Ketchikan's Unemployment Rises
November 22, 2004
Typically the state's unemployment rate rises in October as seasonal employment continues to wind down for the year. Over the last five years the average October increase has been four-tenths of a percentage point. This year's decline may not be significant, however, since it is well within the statistical margin of error.
Ketchikan's unemployment rate rose from 6.1 percent to 8.0 percent in October. According to the Alaska Department of Labor 6,618 in the work force were employed with 578 reported as unemployed in October.
Anchorage's unemployment rate fell from 5.1 percent to 4.8 percent, while Fairbanks' rate held constant at 5.1 percent. Juneau saw an increase of three-tenths of a percentage point to 5.9 percent. October marks the third consecutive month Juneau has recorded a higher unemployment rate than Fairbanks, a reversal of recent history for the two boroughs. Over the last five years Juneau's unemployment rates have been an average of nine-tenths of a percentage point lower than those of Fairbanks.
Preliminary October payroll estimates showed a decline of 12,800 jobs statewide over the month, a large but expected drop according to Robinson. The construction industry lost 1,500 jobs in October, manufacturing jobs declined by 3,100, mostly in seafood processing, and jobs in the leisure and hospitality sector fell by 4,800. The over-the-month loss of 3,100 jobs in the trade, transportation, and utilities sector was primarily due to expected seasonal cut backs in scenic and sightseeing transportation and in retail trade.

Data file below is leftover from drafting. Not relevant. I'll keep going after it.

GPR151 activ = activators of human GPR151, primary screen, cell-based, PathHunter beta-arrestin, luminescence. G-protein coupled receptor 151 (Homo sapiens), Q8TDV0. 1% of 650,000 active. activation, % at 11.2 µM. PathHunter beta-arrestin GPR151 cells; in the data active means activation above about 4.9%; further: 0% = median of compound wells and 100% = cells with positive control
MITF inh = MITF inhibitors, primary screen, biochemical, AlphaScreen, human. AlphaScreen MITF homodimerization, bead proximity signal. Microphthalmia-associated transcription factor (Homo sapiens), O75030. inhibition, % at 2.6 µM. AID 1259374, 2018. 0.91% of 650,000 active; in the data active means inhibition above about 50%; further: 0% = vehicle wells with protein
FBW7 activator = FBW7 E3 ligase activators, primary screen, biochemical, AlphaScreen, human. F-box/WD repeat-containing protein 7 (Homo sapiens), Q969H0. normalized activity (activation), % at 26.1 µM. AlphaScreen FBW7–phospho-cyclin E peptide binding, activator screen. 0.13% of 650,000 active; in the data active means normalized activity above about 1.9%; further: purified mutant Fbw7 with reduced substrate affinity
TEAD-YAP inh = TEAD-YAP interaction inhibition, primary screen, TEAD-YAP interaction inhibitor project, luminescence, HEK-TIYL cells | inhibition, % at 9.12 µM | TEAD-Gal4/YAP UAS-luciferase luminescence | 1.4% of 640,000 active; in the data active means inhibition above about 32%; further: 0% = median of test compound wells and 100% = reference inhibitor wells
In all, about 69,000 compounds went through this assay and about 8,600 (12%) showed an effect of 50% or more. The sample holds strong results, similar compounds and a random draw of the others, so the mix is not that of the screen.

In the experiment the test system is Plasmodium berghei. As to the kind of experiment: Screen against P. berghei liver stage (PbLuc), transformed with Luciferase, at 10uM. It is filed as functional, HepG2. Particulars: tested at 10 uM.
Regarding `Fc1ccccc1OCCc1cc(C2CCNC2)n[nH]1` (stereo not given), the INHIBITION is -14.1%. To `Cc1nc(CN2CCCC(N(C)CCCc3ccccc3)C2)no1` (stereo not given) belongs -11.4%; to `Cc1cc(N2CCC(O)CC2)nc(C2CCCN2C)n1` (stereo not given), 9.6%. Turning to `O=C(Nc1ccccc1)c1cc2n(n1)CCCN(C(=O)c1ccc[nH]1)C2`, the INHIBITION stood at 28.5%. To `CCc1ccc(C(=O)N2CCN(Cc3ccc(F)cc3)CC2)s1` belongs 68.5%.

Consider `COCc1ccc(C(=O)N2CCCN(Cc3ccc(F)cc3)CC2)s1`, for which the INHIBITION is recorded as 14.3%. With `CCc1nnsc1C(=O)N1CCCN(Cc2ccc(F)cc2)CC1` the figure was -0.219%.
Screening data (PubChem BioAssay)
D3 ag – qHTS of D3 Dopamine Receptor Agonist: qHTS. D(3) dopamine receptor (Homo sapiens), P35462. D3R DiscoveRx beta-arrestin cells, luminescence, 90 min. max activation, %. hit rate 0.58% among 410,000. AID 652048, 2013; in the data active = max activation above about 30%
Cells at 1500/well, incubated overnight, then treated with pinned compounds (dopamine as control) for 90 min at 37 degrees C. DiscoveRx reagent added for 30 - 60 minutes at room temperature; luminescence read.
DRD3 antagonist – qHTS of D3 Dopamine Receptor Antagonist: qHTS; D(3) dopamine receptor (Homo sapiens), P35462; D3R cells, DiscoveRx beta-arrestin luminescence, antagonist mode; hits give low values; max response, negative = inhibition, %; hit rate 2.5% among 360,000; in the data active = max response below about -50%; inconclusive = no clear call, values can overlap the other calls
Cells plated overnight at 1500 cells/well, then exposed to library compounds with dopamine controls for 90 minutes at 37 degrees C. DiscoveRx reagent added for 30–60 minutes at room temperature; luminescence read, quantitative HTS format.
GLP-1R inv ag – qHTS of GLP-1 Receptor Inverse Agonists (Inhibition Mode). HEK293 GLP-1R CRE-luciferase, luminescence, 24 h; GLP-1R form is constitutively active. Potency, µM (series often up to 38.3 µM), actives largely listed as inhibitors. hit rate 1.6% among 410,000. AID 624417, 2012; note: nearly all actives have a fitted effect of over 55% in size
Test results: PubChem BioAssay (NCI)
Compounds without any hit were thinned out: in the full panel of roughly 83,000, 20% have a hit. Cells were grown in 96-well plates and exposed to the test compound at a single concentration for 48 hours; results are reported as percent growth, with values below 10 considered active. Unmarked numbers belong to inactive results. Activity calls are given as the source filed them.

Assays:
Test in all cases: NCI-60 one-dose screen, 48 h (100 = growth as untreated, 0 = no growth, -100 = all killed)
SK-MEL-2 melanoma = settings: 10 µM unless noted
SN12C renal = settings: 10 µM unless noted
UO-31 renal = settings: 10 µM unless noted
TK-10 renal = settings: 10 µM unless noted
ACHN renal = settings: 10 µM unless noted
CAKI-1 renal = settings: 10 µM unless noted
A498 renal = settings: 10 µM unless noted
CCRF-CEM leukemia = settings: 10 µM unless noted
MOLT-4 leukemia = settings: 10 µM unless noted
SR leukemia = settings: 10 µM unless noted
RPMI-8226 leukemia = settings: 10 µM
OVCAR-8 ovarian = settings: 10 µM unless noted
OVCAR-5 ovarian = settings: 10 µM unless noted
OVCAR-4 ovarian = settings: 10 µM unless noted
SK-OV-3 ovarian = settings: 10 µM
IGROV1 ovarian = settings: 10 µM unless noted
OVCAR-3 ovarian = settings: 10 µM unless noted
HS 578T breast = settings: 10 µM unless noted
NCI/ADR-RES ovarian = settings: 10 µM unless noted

Over-the-year comparisons show 3,600 jobs added statewide since October 2003, a growth rate of 1.2 percent. The education and health services sector has added 1,800 jobs over that period, nearly all of them in health care and social services. Jobs in the construction industry were up by 1,200 in October, a strong over-the-year growth rate of 6.5 percent. After several years of decline, jobs in natural resources and mining are up 200 over the year.
Statewide, the only two employment sectors with fewer jobs than a year ago were other services and government, although the loss of 500 jobs in other services is due mostly to a change in the way several employers are classified. All three levels of government-federal, state, and local-have cut a small percentage of jobs since October 2003.
The official definition of unemployment excludes anyone who has not made an active attempt to find work in the four-week period up to and including the week that includes the 12th of the reference month. Due to the scarcity of employment opportunities in rural Alaska, many individuals do not meet the official definition of unemployed because they have not conducted an active job search. They are considered not in the labor force
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